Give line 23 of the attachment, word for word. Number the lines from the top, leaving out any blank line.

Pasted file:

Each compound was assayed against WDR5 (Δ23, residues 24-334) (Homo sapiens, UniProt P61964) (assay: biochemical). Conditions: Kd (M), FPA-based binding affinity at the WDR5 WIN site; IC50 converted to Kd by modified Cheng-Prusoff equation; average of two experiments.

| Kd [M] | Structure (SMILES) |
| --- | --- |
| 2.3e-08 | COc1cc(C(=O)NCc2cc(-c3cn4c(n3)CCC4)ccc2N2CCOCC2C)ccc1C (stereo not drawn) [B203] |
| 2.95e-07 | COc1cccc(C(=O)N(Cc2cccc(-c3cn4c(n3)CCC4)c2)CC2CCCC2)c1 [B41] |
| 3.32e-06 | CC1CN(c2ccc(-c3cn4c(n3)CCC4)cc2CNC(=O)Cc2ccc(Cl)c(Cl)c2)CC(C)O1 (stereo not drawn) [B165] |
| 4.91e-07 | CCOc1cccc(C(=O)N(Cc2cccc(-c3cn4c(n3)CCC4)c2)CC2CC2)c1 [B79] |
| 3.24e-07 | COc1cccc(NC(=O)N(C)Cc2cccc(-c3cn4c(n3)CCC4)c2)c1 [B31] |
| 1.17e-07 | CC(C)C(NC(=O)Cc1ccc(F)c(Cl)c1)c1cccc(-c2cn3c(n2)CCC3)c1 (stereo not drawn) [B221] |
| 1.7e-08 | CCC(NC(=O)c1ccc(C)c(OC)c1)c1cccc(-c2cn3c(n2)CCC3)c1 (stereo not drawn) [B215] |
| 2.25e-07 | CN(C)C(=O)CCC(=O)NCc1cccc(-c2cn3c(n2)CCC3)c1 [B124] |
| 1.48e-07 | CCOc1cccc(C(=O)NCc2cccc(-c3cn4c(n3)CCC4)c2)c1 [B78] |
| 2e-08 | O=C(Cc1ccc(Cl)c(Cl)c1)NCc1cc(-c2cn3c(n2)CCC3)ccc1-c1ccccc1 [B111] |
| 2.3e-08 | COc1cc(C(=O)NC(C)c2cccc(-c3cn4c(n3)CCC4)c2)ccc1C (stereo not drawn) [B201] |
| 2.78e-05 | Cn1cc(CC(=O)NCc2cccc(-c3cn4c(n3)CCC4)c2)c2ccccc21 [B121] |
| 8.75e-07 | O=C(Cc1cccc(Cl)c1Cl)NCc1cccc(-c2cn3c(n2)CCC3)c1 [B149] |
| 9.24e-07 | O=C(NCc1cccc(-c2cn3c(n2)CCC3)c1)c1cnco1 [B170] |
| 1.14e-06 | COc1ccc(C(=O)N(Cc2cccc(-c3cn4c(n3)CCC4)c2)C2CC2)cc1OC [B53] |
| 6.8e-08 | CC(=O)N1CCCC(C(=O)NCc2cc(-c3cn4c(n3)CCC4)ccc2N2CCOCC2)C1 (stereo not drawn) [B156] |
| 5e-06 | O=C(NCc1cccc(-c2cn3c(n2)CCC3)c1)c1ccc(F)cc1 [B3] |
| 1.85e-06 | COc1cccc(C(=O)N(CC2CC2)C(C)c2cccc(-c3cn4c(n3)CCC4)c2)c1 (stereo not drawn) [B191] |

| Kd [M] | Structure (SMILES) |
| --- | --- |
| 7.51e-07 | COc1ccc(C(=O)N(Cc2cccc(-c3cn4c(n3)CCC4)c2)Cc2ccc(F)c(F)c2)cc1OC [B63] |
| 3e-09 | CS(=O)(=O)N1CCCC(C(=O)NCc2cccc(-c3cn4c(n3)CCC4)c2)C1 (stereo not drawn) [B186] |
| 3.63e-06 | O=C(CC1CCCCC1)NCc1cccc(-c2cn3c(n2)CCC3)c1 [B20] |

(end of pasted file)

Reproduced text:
| --- | --- |